In this article and in all of the others, Gladwell demonstrates the skills of a world-class cultural anthropologist as he seeks out information from a wide variety of sources, interviews authorities on the given subject, observes behavior of those involved in the given activities, and then explains to the extent possible - in layman's terms - what the meaning and significance of what he has learned. Each article is a gem. Together in one volume, they are a treasure.
I found most of the essays included in this latest collection of Gladwell's musings on the creative and inventive sides of human nature to be very informative and entertaining. Equal time is given to describing the unique lives of the modern inventor and designer and some of the fascinating aspects of their respective careers. There is an open invitation in this book to read about, mull over and respond to some of the great notions that have changed the modern consumer world. For me, Gladwell's description of the Ron Popeil story behind the introduction of the Showtime Rotisserie and his explanation as to the immutable balance of flavours in the mustard-ketchup rivalry are absolutely priceless. These are two vastly different lines of products that most of us have grown up with but don't truly understand the reason behind their enduring impact on our lives. Then there is the incredible story of how John Rock, the developer of the birth control pill, ran afoul with church teachings on contraception because he couldn't blend its natural applications with its spiritual implications. Other subjects in this book include how a money manager made a fortune riding the commodity markets through a major downturn and how several women transformed the cosmetic world through the introduction of hair dyes. In each of these short studies, Gladwell seems to be asking the big question as to how individuals arrive at knowing what it will take to be uniquely successful. Like in "Tipping Point" that critical mass or breakthrough comes in various shapes and sizes: while one may be a matter of randomness and sheer luck, another can be the result of ideal timing, natural genius or a combination thereof. Each of Gladwell's anecdotes underscores the point that eventual success comes to those who are willing to handle the immediate "slings and arrows of outrageous fortune", whether it be from dog bites, parental rejection, or financial failure, on their way to becoming successful. Most of the characters demonstratred the crucial element of presence or confidence that got them through the tough times as they grappled with their big ideas and the many challenges that went with them. When Gladwell dedicates a part of this work to looking at those seemingly monstrous problems that challenge the human race, he does offer us the hope that many are solvable by creatively working around and through them. I recommend this title to anyone who wants to be intellectually inspired by the lives of some very ordinary people who converted some very extraordinarily simple ideas into big fortunes.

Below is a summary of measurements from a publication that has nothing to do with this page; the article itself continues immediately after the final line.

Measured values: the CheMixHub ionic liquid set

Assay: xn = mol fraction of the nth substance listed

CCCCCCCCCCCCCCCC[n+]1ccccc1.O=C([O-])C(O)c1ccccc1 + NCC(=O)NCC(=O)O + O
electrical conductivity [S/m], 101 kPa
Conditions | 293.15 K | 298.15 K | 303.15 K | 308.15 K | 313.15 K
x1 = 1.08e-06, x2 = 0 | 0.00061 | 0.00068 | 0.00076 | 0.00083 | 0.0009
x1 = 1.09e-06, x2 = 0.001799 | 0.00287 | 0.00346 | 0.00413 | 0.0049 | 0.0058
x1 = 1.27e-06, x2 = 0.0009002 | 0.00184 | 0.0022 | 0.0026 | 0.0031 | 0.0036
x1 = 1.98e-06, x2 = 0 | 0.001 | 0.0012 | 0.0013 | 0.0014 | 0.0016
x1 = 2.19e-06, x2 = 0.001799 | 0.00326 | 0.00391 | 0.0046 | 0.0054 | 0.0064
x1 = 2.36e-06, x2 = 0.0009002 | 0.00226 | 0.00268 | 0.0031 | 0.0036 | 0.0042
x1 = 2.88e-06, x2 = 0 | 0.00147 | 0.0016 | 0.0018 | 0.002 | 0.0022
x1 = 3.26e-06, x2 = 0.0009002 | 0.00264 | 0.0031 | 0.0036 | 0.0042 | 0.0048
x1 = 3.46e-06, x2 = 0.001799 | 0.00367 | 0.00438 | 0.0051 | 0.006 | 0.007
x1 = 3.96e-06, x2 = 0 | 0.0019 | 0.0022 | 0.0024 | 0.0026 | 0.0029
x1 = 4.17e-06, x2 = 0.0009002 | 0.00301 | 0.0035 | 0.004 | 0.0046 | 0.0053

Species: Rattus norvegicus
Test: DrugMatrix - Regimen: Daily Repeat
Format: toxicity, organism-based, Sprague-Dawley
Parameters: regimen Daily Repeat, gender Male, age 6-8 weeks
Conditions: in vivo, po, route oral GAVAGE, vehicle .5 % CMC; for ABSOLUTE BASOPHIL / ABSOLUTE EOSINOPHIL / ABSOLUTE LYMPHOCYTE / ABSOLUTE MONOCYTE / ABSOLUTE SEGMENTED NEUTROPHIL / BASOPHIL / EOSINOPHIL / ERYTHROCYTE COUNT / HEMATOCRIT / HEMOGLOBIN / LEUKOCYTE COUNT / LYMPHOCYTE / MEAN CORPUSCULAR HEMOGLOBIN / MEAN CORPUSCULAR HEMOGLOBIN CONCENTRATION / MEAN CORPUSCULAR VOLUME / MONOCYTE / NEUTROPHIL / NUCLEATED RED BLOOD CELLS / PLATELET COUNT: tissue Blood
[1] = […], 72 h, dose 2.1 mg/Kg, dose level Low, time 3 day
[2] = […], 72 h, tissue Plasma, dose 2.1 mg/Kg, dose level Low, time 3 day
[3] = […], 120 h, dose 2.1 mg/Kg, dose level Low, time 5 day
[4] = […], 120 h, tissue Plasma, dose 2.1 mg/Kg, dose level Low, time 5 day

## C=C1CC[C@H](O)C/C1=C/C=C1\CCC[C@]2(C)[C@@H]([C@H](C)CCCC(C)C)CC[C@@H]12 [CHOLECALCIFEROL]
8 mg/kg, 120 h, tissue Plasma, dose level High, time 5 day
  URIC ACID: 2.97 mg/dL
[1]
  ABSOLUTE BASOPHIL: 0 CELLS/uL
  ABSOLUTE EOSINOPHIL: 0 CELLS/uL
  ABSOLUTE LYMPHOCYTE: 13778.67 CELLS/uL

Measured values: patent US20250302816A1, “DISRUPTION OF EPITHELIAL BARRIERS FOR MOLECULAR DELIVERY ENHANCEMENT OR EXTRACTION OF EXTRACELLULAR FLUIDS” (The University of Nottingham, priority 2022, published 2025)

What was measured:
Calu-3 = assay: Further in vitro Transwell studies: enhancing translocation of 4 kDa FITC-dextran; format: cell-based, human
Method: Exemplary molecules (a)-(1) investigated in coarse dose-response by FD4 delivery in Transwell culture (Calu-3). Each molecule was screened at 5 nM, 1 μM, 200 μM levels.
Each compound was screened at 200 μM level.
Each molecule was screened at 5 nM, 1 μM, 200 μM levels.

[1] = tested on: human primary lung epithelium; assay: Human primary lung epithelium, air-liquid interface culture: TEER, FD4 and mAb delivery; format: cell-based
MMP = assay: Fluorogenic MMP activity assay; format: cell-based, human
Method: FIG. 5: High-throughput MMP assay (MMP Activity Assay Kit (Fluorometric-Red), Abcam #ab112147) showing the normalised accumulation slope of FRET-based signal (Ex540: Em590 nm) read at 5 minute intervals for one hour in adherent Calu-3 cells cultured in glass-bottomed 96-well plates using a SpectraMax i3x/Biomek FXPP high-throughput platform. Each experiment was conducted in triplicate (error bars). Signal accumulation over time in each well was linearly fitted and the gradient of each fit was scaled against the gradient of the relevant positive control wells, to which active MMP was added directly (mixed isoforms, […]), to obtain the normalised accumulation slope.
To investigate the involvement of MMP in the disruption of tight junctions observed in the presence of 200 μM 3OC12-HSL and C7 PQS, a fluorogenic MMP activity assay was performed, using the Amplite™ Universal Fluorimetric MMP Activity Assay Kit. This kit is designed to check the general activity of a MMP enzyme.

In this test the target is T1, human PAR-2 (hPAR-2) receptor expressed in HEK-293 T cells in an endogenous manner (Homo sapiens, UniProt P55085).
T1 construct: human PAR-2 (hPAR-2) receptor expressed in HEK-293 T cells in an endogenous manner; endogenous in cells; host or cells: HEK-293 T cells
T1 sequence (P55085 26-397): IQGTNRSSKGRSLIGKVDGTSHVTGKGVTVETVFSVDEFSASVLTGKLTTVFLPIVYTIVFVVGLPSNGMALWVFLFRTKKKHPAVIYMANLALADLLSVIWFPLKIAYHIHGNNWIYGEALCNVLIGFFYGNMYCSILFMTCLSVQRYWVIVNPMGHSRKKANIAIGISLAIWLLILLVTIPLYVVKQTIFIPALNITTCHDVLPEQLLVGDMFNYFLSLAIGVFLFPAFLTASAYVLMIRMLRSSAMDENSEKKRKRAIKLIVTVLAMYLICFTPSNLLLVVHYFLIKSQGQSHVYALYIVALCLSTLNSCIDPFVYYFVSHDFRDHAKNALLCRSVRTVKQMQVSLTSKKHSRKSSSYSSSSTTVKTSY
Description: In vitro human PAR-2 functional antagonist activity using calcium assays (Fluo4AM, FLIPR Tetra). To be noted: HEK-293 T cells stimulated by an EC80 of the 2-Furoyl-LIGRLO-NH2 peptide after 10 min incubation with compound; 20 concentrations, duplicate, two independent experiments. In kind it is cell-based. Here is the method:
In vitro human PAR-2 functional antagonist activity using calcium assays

This is a collection of essays about the ordinary. Why is is that supermarket contains numerous brands of mustard, in all different styles, while most of the ketchup sold is good old Heinz? Gladwell tells that story, as well as the story behind the Ronco Vego-0-Matic, and many others, in this collection of essays which were originally published as magazine articles. Gladwell's enthusiasm, intelligence and writing style make this book a pleasure to read. The short story format makes this a good book for the bathroom, or for an airplane, or to keep with you whenever you have some free time.
on January 17, 2010
Malcolm Gladwell has written several books: 'The Tipping Point', 'Blink', and 'Outliers', all of which I have read. This one "What the Dog Saw" is a collection of essays he has written over the past ten years.
Some of the essays were attention-grabbing and some were not; the book contains a wide range of topics and depending on the person reading the book, some will be intriguing and some will seem tedious.
The essays cover such topics as the discovery of the birth control by a dedicated Catholic who thought his discovery was in synch with his church's teachings, but as it turns out that Catholic Church thought the opposite. There is an essay that explains about designer mustards and why they were successful, but why designer ketchups cannot capture the market from Heinz. Other topics include the influence of hair dye in women's lives, plagiarism, Enron's problems, and all sorts of other stories.
This book is a simple read and it does keep one's attention, but I found it lacking in cohesion. The topics while educational just do not seem to pull together to make a whole. I finished the book and felt like the book was just a collection of random essays. They do have some consistency, but I get the general feeling of disjointedness. I favour his other three books.